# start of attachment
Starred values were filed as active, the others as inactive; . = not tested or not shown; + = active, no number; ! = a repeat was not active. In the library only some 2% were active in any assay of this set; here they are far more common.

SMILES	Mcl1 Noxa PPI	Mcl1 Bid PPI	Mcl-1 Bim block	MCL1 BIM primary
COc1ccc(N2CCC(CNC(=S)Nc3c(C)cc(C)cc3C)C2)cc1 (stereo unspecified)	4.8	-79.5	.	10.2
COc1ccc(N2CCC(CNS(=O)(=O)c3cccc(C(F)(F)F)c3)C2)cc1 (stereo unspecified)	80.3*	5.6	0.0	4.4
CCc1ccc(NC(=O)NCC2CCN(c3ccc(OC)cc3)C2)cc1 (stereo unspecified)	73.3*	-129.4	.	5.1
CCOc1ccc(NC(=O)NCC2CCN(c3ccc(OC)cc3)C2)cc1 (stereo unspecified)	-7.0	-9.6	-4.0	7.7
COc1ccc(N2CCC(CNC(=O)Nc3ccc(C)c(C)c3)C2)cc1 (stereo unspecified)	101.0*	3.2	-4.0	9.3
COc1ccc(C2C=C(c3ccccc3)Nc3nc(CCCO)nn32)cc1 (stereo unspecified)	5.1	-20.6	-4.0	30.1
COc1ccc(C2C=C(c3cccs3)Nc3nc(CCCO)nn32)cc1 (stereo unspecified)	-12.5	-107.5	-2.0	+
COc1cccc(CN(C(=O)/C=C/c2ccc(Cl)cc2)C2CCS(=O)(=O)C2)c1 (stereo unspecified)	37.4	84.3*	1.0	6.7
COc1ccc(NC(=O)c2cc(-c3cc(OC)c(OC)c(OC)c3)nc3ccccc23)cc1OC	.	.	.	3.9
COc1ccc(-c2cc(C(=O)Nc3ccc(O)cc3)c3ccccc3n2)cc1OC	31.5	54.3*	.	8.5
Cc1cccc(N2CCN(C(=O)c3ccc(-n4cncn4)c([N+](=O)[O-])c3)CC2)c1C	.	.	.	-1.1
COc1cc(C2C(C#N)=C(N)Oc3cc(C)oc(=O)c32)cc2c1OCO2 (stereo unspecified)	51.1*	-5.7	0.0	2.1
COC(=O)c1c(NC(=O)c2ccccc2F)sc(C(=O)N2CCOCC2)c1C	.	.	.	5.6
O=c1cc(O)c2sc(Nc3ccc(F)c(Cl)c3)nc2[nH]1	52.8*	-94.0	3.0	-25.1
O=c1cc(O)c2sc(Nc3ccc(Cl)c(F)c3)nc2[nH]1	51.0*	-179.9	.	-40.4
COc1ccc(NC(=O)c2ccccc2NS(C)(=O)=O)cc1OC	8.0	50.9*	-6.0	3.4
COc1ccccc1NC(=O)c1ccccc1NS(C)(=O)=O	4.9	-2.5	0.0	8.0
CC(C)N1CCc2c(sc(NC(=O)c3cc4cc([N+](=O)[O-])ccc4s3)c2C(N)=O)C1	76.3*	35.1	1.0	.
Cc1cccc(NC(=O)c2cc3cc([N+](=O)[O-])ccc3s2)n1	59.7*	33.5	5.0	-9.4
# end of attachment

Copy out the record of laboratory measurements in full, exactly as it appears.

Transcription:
Starred values were filed as active, the others as inactive; . = not tested or not shown; + = active, no number; ! = a repeat was not active. In the library only some 2% were active in any assay of this set; here they are far more common.

SMILES	Mcl1 Noxa PPI	Mcl1 Bid PPI	Mcl-1 Bim block	MCL1 BIM primary
COc1ccc(N2CCC(CNC(=S)Nc3c(C)cc(C)cc3C)C2)cc1 (stereo unspecified)	4.8	-79.5	.	10.2
COc1ccc(N2CCC(CNS(=O)(=O)c3cccc(C(F)(F)F)c3)C2)cc1 (stereo unspecified)	80.3*	5.6	0.0	4.4
CCc1ccc(NC(=O)NCC2CCN(c3ccc(OC)cc3)C2)cc1 (stereo unspecified)	73.3*	-129.4	.	5.1
CCOc1ccc(NC(=O)NCC2CCN(c3ccc(OC)cc3)C2)cc1 (stereo unspecified)	-7.0	-9.6	-4.0	7.7
COc1ccc(N2CCC(CNC(=O)Nc3ccc(C)c(C)c3)C2)cc1 (stereo unspecified)	101.0*	3.2	-4.0	9.3
COc1ccc(C2C=C(c3ccccc3)Nc3nc(CCCO)nn32)cc1 (stereo unspecified)	5.1	-20.6	-4.0	30.1
COc1ccc(C2C=C(c3cccs3)Nc3nc(CCCO)nn32)cc1 (stereo unspecified)	-12.5	-107.5	-2.0	+
COc1cccc(CN(C(=O)/C=C/c2ccc(Cl)cc2)C2CCS(=O)(=O)C2)c1 (stereo unspecified)	37.4	84.3*	1.0	6.7
COc1ccc(NC(=O)c2cc(-c3cc(OC)c(OC)c(OC)c3)nc3ccccc23)cc1OC	.	.	.	3.9
COc1ccc(-c2cc(C(=O)Nc3ccc(O)cc3)c3ccccc3n2)cc1OC	31.5	54.3*	.	8.5
Cc1cccc(N2CCN(C(=O)c3ccc(-n4cncn4)c([N+](=O)[O-])c3)CC2)c1C	.	.	.	-1.1
COc1cc(C2C(C#N)=C(N)Oc3cc(C)oc(=O)c32)cc2c1OCO2 (stereo unspecified)	51.1*	-5.7	0.0	2.1
COC(=O)c1c(NC(=O)c2ccccc2F)sc(C(=O)N2CCOCC2)c1C	.	.	.	5.6
O=c1cc(O)c2sc(Nc3ccc(F)c(Cl)c3)nc2[nH]1	52.8*	-94.0	3.0	-25.1
O=c1cc(O)c2sc(Nc3ccc(Cl)c(F)c3)nc2[nH]1	51.0*	-179.9	.	-40.4
COc1ccc(NC(=O)c2ccccc2NS(C)(=O)=O)cc1OC	8.0	50.9*	-6.0	3.4
COc1ccccc1NC(=O)c1ccccc1NS(C)(=O)=O	4.9	-2.5	0.0	8.0
CC(C)N1CCc2c(sc(NC(=O)c3cc4cc([N+](=O)[O-])ccc4s3)c2C(N)=O)C1	76.3*	35.1	1.0	.
Cc1cccc(NC(=O)c2cc3cc([N+](=O)[O-])ccc3s2)n1	59.7*	33.5	5.0	-9.4